The relevant regulations are the Health and Safety (Display Screen Equipment) Regulations 1992. Regulation 4, is concerned with the daily activities of users and states:
'Every employer shall so plan the activities of users at work in his undertaking that their daily work on display screen equipment is periodically interrupted by such breaks or changes of activity as reduce their workload at that equipment.'
The guidance states:
In most tasks, natural breaks or pauses occur as a consequence of the inherent organisation of the work. Whenever possible, jobs at display screens should be designed to consist of a mix of screen-based and non screen-based work to prevent fatigue and to vary visual and mental demands. Where the job unavoidably contains spells of intensive display screen work (whether using the keyboard or input device, reading the screen, or a mixture of the two), these should be broken up by periods of non-intensive, non-display screen work. Where work cannot be so organised, e.g. in jobs requiring only data or text entry requiring sustained attention and concentration, deliberate breaks or pauses must be introduced.
Where the display screen work involves intensive use of the keyboard, any activity that would demand broadly similar use of the arms or hands should be avoided during breaks. Similarly, if the display screen work is visually demanding any activities during breaks should be of a different visual character. Breaks must also allow users to vary their posture. Exercise routines which include blinking, stretching and focusing eyes on distant objects can be helpful and could be covered in training programmes.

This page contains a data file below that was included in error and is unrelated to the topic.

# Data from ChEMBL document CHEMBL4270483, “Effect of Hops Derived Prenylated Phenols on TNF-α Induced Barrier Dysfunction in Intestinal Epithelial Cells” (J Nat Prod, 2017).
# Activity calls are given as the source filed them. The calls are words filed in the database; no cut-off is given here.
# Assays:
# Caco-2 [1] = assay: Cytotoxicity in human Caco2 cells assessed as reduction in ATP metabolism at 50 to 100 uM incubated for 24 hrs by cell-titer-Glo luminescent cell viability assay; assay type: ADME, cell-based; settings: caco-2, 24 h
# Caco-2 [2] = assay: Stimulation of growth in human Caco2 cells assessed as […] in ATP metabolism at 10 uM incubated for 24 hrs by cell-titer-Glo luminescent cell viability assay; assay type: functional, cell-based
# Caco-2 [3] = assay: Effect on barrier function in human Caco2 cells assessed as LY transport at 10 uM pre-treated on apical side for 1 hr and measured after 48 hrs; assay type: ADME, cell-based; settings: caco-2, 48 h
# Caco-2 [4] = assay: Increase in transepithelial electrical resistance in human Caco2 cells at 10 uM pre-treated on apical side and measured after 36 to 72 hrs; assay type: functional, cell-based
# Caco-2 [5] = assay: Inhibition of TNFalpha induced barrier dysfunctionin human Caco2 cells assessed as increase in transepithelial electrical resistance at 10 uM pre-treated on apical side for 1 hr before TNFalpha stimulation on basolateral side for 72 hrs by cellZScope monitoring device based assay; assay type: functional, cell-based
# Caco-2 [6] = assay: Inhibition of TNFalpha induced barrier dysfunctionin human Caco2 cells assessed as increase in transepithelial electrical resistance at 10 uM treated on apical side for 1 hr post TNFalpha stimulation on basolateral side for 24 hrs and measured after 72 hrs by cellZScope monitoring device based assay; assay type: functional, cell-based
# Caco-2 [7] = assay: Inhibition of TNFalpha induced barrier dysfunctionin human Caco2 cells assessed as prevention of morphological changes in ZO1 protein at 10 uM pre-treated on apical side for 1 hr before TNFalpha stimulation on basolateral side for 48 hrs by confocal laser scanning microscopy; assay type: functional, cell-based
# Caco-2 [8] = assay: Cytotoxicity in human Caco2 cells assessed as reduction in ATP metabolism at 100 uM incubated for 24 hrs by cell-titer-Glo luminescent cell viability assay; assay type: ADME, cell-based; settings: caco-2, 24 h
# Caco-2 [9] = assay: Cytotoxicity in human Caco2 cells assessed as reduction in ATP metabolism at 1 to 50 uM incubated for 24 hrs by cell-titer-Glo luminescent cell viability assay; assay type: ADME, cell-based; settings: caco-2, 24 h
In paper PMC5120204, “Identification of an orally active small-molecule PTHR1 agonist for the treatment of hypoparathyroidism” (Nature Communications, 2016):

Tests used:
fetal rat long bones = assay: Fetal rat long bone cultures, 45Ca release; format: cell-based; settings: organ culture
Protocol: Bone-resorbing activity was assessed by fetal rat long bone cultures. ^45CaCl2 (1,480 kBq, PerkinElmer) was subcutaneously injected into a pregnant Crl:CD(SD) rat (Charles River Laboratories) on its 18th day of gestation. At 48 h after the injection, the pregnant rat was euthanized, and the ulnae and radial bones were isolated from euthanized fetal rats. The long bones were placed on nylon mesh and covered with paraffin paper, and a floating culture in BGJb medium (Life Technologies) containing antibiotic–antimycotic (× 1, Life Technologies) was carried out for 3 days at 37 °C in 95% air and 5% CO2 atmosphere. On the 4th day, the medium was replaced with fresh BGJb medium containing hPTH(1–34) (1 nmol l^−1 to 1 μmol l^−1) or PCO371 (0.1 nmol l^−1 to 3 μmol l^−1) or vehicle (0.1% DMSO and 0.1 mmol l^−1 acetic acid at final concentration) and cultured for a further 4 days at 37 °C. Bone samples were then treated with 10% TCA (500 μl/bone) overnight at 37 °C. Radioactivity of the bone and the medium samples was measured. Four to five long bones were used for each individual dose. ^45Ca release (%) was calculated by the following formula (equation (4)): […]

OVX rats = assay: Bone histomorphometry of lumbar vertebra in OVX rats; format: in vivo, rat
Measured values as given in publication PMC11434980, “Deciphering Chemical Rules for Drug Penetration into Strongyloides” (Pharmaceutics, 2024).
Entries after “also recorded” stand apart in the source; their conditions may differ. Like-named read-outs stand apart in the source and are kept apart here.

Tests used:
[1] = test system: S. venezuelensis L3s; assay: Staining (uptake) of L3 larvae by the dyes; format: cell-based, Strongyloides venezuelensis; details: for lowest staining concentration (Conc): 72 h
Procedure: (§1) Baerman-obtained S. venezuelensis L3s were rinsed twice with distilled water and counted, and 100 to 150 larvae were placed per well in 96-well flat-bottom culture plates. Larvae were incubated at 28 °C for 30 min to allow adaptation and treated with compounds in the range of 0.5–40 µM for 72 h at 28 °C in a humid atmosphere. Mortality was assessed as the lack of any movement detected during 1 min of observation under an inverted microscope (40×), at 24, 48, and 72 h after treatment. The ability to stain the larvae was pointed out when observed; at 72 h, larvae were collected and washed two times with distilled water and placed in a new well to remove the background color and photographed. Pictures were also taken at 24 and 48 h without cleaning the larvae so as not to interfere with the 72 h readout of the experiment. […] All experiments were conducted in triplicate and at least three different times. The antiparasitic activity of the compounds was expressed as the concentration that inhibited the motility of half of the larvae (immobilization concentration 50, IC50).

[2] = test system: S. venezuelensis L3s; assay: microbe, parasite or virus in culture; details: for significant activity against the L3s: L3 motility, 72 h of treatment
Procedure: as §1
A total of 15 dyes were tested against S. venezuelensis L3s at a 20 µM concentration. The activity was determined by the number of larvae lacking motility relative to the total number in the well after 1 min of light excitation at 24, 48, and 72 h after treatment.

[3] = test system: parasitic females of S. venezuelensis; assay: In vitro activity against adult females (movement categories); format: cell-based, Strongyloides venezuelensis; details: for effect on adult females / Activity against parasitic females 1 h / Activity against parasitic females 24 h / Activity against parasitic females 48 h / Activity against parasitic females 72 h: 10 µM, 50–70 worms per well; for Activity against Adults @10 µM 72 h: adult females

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It is not appropriate to lay down requirements for breaks which apply to all types of work; it is the nature and mix of demands made by the job which determine the length of break necessary to prevent fatigue. But some general guidance can be given:
L26, Display Screen Equipment Work - Guidance on Regulations, (ISBN 0717604101- available from HSE Books)